I want to extract the public and private key from my PKCS#12 file for later use in SSH-Public-Key-Authentication.

Right now, I'm generating keys via ssh-keygen which I put into .ssh/authorized_key, respective somewhere on the client-side.

In future, I want to use the keys from a PKCS#12 container, so I've to extract the public-key first from PKCS#12 and then put them into the .ssh/authorized_keys-file. Is there any chance to get this working via openssl? Are the keys in PKCS#12 compatible for ssh-public-key authentication?


You can use following commands to extract public/private key from a PKCS#12 container:

  • PKCS#1 Private key

    openssl pkcs12 -in yourP12File.pfx -nocerts -out privateKey.pem
  • Certificates:

    openssl pkcs12 -in yourP12File.pfx -clcerts -nokeys -out publicCert.pem
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    the commands work, but the Private key is exported as PKCS1 format and I need PKCS8... Is there any option I am missing to get this? For example, it exports '-----BEGIN RSA PRIVATE KEY-----' but I need '-----BEGIN PRIVATE KEY-----' – edthethird Aug 27 '15 at 17:27
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    To do that you could try openssl rsa -in privateKey.pem -out private.pem – Francois Nov 12 '15 at 14:56
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    @edthethird: To get PKCS8, add the -nodes flag – Christopher K. Nov 19 '15 at 12:13
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    To export without password, add -passout pass:. It expects the parameter to be in the form pass:mypassword. stackoverflow.com/a/27497899/206277 – nidheeshdas Feb 7 '16 at 7:01
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    @ChristopherK. thanks! that was the good one for me. adding -nodes exports the key correctly – TecHunter Feb 17 '17 at 9:49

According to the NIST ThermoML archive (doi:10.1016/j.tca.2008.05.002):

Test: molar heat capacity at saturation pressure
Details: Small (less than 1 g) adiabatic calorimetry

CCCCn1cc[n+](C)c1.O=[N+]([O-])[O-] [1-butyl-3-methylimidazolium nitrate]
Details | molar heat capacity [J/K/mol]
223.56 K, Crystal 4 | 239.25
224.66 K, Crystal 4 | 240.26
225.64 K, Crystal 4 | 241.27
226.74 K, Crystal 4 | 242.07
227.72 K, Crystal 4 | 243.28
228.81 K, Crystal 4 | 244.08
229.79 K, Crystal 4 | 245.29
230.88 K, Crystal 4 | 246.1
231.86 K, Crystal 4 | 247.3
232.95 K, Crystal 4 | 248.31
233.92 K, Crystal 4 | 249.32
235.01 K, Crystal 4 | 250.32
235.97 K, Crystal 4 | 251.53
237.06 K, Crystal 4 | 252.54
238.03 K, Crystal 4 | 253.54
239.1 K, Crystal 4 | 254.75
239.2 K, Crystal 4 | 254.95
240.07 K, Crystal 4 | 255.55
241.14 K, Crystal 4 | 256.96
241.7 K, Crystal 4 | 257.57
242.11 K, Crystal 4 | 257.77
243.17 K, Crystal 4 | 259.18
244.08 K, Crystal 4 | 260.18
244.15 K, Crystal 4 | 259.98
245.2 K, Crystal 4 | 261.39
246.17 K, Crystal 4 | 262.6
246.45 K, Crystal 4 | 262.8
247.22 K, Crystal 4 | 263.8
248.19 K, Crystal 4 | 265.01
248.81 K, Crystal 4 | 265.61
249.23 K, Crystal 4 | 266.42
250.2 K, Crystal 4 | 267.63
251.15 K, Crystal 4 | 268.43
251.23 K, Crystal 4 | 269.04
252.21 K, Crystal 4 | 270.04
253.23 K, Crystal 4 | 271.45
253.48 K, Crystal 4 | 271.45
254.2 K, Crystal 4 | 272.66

This is possible with a bit of format conversion.

To extract the private key in a format openssh can use:

openssl pkcs12 -in pkcs12.pfx -nocerts -nodes | openssl rsa > id_rsa

To convert the private key to a public key:

openssl rsa -in id_rsa -pubout | ssh-keygen -f /dev/stdin -i -m PKCS8

To extract the public key in a format openssh can use:

openssl pkcs12 -in pkcs12.pfx -clcerts -nokeys | openssl x509 -pubkey -noout | ssh-keygen -f /dev/stdin -i -m PKCS8
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    Thank you! The first line was the one I needed. Just the key, unencrypted, so it can be installed via most CDNs automated systems. – BTC Jan 25 '17 at 21:47
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    @PhilipRego I think you have public and private keys confused. An RSA public key is two values, 'e' the public exponent, and 'n' the modulus - both of which are stored along side the private parts of the key. – ryanc Jul 19 '17 at 23:47

OpenSSH cannot use PKCS#12 files out of the box. As others suggested, you must extract the private key in PEM format which gets you from the land of OpenSSL to OpenSSH. Other solutions mentioned here don’t work for me. I use OS X 10.9 Mavericks (10.9.3 at the moment) with “prepackaged” utilities (OpenSSL 0.9.8y, OpenSSH 6.2p2).

First, extract a private key in PEM format which will be used directly by OpenSSH:

openssl pkcs12 -in filename.p12 -clcerts -nodes -nocerts | openssl rsa > ~/.ssh/id_rsa

I strongly suggest to encrypt the private key with password:

openssl pkcs12 -in filename.p12 -clcerts -nodes -nocerts | openssl rsa -passout 'pass:Passw0rd!' > ~/.ssh/id_rsa